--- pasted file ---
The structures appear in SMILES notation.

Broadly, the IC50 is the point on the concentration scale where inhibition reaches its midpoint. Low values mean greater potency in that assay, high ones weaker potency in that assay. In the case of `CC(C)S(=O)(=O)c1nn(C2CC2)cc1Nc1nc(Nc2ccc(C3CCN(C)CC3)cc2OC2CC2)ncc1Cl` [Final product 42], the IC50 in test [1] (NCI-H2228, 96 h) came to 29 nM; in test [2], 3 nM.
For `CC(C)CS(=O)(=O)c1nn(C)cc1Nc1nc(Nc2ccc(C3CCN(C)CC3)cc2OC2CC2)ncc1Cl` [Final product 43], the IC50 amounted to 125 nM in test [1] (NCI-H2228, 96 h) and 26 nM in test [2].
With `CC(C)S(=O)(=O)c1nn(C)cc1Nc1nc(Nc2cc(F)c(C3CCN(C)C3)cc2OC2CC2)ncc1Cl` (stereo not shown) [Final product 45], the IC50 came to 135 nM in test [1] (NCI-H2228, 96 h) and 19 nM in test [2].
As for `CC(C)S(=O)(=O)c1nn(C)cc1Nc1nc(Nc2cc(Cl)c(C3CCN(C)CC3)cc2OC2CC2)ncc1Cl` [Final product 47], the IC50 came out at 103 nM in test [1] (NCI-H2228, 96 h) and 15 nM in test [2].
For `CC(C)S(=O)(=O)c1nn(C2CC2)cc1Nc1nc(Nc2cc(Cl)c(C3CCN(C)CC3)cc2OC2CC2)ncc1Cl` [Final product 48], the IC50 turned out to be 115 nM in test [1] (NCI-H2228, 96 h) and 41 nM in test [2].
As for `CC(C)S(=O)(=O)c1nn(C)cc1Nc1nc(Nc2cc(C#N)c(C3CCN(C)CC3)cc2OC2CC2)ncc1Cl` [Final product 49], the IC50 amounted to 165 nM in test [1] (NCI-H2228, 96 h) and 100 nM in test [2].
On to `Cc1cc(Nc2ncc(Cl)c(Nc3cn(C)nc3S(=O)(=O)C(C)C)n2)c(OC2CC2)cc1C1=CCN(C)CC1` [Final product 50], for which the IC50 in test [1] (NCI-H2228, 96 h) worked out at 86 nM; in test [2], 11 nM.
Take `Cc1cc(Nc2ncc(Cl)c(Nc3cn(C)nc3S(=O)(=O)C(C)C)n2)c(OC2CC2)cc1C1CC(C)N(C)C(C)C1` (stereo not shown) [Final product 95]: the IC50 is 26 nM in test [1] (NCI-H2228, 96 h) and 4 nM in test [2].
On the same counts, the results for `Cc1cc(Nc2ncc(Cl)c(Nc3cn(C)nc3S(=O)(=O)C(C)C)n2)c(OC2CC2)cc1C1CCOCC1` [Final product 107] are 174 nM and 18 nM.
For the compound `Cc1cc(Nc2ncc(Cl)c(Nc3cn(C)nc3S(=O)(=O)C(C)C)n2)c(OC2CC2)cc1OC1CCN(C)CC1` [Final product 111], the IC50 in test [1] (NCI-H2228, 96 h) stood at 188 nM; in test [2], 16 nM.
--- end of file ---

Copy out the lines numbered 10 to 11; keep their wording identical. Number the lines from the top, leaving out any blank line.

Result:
On the same counts, the results for `Cc1cc(Nc2ncc(Cl)c(Nc3cn(C)nc3S(=O)(=O)C(C)C)n2)c(OC2CC2)cc1C1CCOCC1` [Final product 107] are 174 nM and 18 nM.
For the compound `Cc1cc(Nc2ncc(Cl)c(Nc3cn(C)nc3S(=O)(=O)C(C)C)n2)c(OC2CC2)cc1OC1CCN(C)CC1` [Final product 111], the IC50 in test [1] (NCI-H2228, 96 h) stood at 188 nM; in test [2], 16 nM.